Tag Archives: T cells

In BP lesional skin, immunohistochemistry and confocal microscopy were performed for CD4+, CD25+, forkhead/winged helix transcription factor (FOXP3)+, transforming growth factor (TGF)-β+ and interleukin (IL)-10+ cells. In addition, the number of CD4+CD25++FOXP3+ Tregs in peripheral blood was assessed by flow cytometry, and the levels of TGF-β and IL-10 were determined in serum samples by enzyme-linked immunosorbent assay before and after steroid therapy. Controls included patients with psoriasis, atopic dermatitis (AD) and healthy donors.

The frequency of FOXP3+ cells was significantly reduced in skin lesions from patients with BP (P < 0.001) compared with psoriasis and AD. Moreover, the number of IL-10+ cells was lower in BP than in psoriasis (P < 0.001) and AD (P = 0.002), while no differences were observed in the number of TGF-β+ cells. CD4+CD25++FOXP3+ Treg in the peripheral blood of patients with BP was significantly reduced compared with healthy controls (P < 0.001), and augmented significantly after steroid therapy (P = 0.001). Finally, TGF-β and IL-10 serum levels were similar in patients with BP compared with healthy controls. However, after therapy, BP patients showed significantly higher IL-10 serum levels than before therapy (P = 0.01).

Full article available at: http://onlinelibrary.wiley.com/doi/10.1111/jdv.12091/abstract;jsessionid=C37D521517222D9766F5D0D339765626.d04t01?deniedAccessCustomisedMessage=&userIsAuthenticated=false

Antiga, E., Quaglino, P., Volpi, W., Pierini, I., Del Bianco, E., Bianchi, B., Novelli, M., Savoia, P., Bernengo, M.G., Fabbri, P. and Caproni, M. (2013), Regulatory T cells in skin lesions and blood of patients with bullous pemphigoid. Journal of the European Academy of Dermatology and Venereology. doi: 10.1111/jdv.12091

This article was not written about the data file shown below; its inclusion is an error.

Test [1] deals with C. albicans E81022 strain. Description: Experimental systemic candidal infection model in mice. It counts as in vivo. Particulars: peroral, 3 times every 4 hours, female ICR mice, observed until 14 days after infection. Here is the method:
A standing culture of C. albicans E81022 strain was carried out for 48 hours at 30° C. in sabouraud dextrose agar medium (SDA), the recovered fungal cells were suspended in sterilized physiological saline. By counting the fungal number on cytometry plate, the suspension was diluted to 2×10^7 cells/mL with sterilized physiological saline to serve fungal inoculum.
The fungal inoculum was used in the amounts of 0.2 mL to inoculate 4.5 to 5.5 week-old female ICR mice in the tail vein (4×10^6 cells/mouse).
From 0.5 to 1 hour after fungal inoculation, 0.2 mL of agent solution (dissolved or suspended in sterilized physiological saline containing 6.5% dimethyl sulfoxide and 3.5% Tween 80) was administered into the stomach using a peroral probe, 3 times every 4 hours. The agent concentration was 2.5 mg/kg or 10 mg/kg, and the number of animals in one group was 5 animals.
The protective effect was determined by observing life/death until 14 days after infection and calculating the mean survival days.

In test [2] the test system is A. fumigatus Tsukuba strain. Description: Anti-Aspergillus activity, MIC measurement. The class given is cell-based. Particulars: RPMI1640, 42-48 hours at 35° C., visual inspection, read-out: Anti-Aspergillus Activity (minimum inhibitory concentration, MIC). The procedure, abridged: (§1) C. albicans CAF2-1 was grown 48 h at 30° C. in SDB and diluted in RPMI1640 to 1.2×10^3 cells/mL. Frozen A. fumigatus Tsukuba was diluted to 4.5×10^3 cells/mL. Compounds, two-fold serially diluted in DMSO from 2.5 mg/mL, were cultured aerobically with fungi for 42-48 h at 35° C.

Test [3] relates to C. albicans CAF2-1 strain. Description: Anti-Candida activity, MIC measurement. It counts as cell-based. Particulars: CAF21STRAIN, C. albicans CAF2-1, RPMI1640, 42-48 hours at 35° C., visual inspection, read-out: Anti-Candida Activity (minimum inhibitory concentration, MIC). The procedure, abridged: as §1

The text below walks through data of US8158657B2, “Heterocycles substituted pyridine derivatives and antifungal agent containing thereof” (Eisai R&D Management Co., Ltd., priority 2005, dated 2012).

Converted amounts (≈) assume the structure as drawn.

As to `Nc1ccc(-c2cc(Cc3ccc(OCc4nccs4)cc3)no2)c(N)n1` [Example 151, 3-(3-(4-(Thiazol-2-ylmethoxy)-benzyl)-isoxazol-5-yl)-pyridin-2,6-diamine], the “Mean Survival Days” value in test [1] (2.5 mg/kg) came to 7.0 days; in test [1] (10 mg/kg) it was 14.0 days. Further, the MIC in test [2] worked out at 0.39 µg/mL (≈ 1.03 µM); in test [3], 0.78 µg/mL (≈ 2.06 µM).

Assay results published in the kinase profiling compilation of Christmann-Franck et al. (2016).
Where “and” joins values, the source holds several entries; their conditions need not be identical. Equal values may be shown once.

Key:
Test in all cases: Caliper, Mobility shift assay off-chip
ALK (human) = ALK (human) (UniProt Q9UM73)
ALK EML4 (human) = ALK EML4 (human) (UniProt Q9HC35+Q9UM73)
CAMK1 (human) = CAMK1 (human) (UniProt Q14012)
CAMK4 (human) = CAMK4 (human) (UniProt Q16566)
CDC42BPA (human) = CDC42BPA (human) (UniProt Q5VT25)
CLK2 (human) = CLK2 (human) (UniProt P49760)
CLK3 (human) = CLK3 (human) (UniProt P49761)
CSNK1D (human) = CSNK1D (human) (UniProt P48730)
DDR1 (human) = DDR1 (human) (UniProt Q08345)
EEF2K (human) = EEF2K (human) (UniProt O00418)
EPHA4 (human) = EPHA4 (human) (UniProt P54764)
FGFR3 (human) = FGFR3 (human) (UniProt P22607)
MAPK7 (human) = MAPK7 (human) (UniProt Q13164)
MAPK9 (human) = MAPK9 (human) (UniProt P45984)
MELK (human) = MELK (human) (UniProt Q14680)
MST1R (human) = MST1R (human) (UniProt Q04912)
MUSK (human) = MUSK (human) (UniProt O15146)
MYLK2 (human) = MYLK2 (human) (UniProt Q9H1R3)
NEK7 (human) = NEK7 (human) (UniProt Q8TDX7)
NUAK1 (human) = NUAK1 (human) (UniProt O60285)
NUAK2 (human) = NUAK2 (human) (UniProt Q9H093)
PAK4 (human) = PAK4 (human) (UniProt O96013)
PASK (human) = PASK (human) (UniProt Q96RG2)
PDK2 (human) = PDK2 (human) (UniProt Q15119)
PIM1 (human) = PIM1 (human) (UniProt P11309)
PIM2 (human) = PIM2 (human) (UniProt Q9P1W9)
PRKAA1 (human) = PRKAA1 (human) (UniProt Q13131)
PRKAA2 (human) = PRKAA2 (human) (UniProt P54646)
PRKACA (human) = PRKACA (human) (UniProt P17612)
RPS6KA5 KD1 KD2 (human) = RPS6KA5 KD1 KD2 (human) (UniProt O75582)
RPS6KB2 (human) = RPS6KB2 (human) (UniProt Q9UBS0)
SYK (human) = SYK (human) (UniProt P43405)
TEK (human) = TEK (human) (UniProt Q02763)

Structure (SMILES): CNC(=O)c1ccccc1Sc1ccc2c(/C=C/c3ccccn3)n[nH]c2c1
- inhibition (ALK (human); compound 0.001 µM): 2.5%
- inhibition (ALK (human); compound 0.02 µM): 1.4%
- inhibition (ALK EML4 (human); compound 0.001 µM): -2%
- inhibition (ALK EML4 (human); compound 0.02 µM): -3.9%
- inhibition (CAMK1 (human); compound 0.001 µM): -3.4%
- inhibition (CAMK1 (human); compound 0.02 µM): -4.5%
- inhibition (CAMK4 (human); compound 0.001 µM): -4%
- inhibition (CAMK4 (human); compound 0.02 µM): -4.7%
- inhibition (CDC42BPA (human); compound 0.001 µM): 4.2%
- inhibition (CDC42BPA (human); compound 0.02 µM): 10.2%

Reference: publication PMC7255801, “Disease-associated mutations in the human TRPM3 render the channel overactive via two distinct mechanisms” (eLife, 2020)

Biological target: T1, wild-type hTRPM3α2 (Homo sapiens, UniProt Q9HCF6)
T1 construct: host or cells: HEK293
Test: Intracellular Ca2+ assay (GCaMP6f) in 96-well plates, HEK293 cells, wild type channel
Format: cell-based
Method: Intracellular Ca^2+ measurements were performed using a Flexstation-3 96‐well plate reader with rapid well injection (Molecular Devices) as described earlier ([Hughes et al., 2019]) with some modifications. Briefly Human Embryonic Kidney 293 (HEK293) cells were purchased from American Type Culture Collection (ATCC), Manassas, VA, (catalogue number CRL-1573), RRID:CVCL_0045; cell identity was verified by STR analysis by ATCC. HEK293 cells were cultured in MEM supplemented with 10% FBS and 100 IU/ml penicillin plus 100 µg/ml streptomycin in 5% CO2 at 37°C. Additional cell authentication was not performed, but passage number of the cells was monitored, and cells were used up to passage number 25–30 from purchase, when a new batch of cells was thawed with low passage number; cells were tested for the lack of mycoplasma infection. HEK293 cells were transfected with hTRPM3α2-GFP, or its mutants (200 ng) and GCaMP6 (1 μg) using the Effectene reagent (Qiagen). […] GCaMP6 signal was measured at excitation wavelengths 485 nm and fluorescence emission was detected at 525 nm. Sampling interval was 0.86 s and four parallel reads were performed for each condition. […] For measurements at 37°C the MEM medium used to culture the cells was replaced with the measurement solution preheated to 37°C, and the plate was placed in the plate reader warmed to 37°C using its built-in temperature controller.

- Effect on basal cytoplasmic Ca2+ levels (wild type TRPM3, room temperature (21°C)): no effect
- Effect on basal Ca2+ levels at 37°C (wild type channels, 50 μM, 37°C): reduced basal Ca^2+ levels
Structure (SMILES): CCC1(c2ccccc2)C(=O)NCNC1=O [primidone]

Inflammation is a key component of immune responses to infection, but when uncontrolled can lead to autoimmune diseases like Crohn’s disease, rheumatoid arthritis, type I diabetes, ankylosing spondylitis, lupus, psoriasis and multiple sclerosis. In these diseases inflammation is mediated by molecules of the immune system called cytokines and cells that respond to these cytokines called T cells. Autophagy is an ubiquitous process whereby cells degrade their own internal components, either to release valuable nutrients in times of starvation, or to remove damaged or noxious intracellular components. The work by Dr Harris and colleagues showed that autophagy also control release of the inflammatory cytokines and cells that have been implicated in the pathology of autoimmune diseases. The findings suggest that autophagy represents a potent target for new anti-inflammatory therapies, which could be beneficial in a range of autoimmune disorders. The group, in combination with Professor Kingston Mills, now hopes to apply these findings to specific models of autoimmune disease. The work is funded by Science Foundation Ireland as part of a Strategic Research Cluster (SRC) award based in The Trinity Biomedical Sciences Institute. “Autophagy is a common cellular process that is important for the maintenance of normal cell functions. Our work has shown that this process is important in the control of inflammation and, as such, could represent a particularly efficacious target for new drugs against inflammatory conditions. There are over 80 different autoimmune diseases, most of which are chronic and debilitating and can be difficult and expensive to treat. Any research which helps us to better understand the underlying mechanisms behind the control of inflammation will ultimately lead to better treatments,” explained Dr James Harris.

Read more at: http://medicalxpress.com/news/2012-10-important-role-autophagy-self-eating-cells.html#jCp